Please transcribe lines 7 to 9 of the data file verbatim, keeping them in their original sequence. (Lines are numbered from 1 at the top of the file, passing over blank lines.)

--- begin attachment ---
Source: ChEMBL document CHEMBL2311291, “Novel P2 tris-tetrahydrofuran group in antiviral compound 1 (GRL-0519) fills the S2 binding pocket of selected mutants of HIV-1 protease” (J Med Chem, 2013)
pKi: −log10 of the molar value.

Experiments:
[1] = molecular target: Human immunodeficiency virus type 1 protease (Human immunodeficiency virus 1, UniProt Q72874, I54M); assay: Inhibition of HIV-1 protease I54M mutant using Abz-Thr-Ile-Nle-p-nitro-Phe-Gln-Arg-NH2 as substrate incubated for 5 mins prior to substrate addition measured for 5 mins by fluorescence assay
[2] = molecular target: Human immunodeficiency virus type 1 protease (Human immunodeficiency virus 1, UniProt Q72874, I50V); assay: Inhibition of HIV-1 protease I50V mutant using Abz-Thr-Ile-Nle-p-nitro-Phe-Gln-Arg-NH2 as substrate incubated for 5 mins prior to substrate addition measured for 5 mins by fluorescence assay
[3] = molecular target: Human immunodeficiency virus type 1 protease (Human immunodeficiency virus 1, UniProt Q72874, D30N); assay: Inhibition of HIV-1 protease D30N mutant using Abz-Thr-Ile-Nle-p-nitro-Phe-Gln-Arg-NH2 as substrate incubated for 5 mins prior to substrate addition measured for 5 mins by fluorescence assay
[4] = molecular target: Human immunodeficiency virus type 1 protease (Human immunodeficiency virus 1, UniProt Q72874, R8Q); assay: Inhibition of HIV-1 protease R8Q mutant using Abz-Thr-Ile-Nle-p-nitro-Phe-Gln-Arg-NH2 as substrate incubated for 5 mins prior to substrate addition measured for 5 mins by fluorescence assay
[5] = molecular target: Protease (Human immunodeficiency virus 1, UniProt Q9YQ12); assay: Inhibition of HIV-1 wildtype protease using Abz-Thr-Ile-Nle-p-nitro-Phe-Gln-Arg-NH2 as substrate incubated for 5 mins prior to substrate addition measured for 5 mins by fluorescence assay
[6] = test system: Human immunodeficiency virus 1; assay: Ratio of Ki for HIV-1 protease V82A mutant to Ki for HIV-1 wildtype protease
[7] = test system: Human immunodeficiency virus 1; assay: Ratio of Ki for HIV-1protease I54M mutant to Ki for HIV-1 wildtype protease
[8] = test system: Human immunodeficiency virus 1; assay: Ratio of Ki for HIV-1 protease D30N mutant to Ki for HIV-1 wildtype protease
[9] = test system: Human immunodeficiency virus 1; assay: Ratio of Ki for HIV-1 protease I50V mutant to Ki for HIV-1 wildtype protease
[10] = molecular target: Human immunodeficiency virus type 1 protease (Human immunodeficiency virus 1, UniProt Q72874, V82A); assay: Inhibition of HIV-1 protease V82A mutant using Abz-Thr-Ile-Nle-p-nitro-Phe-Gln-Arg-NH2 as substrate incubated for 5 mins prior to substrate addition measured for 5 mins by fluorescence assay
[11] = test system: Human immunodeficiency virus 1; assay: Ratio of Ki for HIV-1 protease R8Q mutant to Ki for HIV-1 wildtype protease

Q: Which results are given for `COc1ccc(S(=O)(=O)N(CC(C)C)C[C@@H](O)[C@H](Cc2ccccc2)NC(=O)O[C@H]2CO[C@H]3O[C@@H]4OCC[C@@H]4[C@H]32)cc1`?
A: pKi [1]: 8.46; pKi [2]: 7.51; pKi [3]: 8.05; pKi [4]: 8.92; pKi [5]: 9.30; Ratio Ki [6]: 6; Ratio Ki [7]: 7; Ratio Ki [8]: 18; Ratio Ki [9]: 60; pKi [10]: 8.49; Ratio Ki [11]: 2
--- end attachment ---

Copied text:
[4] = molecular target: Human immunodeficiency virus type 1 protease (Human immunodeficiency virus 1, UniProt Q72874, R8Q); assay: Inhibition of HIV-1 protease R8Q mutant using Abz-Thr-Ile-Nle-p-nitro-Phe-Gln-Arg-NH2 as substrate incubated for 5 mins prior to substrate addition measured for 5 mins by fluorescence assay
[5] = molecular target: Protease (Human immunodeficiency virus 1, UniProt Q9YQ12); assay: Inhibition of HIV-1 wildtype protease using Abz-Thr-Ile-Nle-p-nitro-Phe-Gln-Arg-NH2 as substrate incubated for 5 mins prior to substrate addition measured for 5 mins by fluorescence assay
[6] = test system: Human immunodeficiency virus 1; assay: Ratio of Ki for HIV-1 protease V82A mutant to Ki for HIV-1 wildtype protease